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Casinos also pay taxes to the government which again means that the local community loses the money gained by the casino. Another way in which the local economy does not benefit from the casino is when the casino gets its supplies from external suppliers or the casino owners live outside the casino's economic area. Some of the casino profits can also be lost as a result of government services provided in that area like providing better roads and traffic control to the casino. (Hsu, 1999)
The casino may also require additional police protection and judicial activity in case criminal activity goes up in the region. Las Vegas has also had its own share of problems as an off-shoot of the phenomenal success of casinos there. It has had to deal with air pollution, shortage of water, inadequate methods of mass transportation and other infrastructure related problems. Despite these problems, Las Vegas has become a classical case of casino success with 30 million tourists flocking to the Las Vegas casinos every year. Approximately 90% of the money in the Las Vegas economy comes from casinos. The casino leadership is extremely strong and is aware of the needs of the local community. It is prepared to deal with the problems associated with casino gambling so that the community remains economically strong. As a result, not many people are bothered about the impact of casino gambling on the local community. (Hsu, 1999)
It has been found that a casino can eat into the profits of other local industries. This cannibalization can affect the local economy to some degree. In order to attract more customers, casinos often resort to offering several goods and services free of cost or at heavy discounts. These goods may take the form of food or beverages which may compete with local dining industries and often drive them out of business. Legalized casino gaming can also reduce the profit margins of other forms of legalized gambling like dog racing, horse racing or bingo. (Pierce; Miller, 2004) a study conducted by the National Opinion Research Council under National Gambling Impact Research Commission in 1998 found that pathological gambling in the State cost the society $5 billion per year. In terms of creditor losses and productivity reduction, the cost to the society was $40 billion. On the other hand, apart from increased tourism activity, tax revenues and property values, casino gambling has also spurred the growth of the hotel industry as well as construction activities in the local area. (Florida Council of Compulsive Gambling, Inc., 2004)
In a study conducted on the effect of the addition of a casino in Omaha, Nebraska, it was found that the area's poverty rate would not be significantly affected. It would affect the local economy positively by reducing local gambling expenditure outside the community as well as increase the amount of dollars spent by tourists in the local area. Out of the 57 counties who have legalized casino gambling, 33 have reported job gains whereas 24 have reported job losses. Tax collections have also increased by 19% per year between 1996 and 2001. Casinos in South Dakota and Colorado have imposed restrictions on casino gaming in the form of an upper limit of daily losses as well as disallowing credit. Another trend that has been witnessed is that tax growth and revenues are highest in the first five years of a casino's lifetime. (Goss, 2002)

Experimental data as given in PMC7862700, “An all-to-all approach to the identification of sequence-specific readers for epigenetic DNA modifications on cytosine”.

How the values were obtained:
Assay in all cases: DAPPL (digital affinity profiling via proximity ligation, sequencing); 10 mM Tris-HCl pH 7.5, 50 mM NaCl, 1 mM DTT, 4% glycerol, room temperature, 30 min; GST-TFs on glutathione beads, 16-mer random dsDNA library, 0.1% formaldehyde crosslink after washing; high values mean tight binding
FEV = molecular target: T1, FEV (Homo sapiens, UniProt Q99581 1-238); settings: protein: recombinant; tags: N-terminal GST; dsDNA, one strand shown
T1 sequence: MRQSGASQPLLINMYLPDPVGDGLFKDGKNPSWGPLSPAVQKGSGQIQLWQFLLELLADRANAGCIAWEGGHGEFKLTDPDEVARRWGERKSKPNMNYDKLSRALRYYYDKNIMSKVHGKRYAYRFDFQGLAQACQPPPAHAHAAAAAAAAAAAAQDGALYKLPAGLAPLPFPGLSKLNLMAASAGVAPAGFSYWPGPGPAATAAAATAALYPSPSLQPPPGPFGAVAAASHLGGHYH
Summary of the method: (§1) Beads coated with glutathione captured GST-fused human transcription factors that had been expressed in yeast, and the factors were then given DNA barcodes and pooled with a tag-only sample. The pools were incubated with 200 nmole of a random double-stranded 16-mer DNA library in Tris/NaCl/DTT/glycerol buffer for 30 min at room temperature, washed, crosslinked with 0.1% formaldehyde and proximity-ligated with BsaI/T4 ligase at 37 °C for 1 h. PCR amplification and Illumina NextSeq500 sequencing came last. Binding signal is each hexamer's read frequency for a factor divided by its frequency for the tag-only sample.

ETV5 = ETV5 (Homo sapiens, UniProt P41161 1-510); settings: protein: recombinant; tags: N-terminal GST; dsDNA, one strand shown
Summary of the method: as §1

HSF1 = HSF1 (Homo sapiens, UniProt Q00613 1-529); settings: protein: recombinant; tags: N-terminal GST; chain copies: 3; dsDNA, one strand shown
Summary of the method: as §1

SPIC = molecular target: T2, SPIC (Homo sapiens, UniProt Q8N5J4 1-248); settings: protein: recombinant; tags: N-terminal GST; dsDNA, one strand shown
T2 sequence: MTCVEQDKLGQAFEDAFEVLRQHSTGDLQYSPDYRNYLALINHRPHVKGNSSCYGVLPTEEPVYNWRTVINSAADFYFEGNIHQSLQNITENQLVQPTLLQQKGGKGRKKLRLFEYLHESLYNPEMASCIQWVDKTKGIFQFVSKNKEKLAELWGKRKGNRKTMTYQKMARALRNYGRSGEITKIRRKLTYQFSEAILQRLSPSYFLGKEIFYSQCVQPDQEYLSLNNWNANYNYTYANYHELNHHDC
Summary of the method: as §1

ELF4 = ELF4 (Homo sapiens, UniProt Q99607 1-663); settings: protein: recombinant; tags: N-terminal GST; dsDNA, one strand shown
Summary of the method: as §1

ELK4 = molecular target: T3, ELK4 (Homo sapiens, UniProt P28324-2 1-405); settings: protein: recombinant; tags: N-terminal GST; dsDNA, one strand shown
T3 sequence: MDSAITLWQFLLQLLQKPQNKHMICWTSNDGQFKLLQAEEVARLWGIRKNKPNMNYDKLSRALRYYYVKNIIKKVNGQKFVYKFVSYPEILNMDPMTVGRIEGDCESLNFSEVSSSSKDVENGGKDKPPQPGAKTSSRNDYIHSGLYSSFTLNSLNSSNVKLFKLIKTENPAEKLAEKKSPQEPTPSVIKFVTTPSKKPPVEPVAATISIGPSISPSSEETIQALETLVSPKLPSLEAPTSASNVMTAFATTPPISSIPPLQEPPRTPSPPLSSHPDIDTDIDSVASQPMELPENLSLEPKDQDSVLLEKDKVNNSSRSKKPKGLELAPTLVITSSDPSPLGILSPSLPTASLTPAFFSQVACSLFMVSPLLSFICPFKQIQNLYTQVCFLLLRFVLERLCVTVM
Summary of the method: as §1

Several rural communities in the U.S. have implemented one or the other form of casino gambling as a way to revitalize their flagging economies. Casinos in places like Black Hawk in Central City, Deadwood in South Dakota and Cripple Creek in Colorado have met with different levels of success in casino gambling. It has been the experience of these communities that casinos can, at the same time, generate tremendous profits as well as run up huge costs. Therefore, it is essential that community members, leaders, casino owners, casino managers and public officials analyze the issues that might affect the community directly in making the changeover to a casino gambling economy. An unrestrained change to a gambling economy can bring in massive and drastic transformations to the lives of the community members. Thus, it is evident that planning is required at every level of this industry including the community, government and the casino management. This planning effort should include an assessment of present and future competition, analyzing a suitable scale of operations and determining the beneficiaries of the proposed casino setup. (Long, 1996) Having seen both the negative as well as positive impacts of casino gambling on the economy of an area, it is essential to analyze both sides of the story and come to a balanced conclusion that will result in a win-win situation for everybody. (Goss, 2002) the Las Vegas model has shown what a balanced approach to casino gambling can bring to the economy of the local community. (Hsu, 1999)
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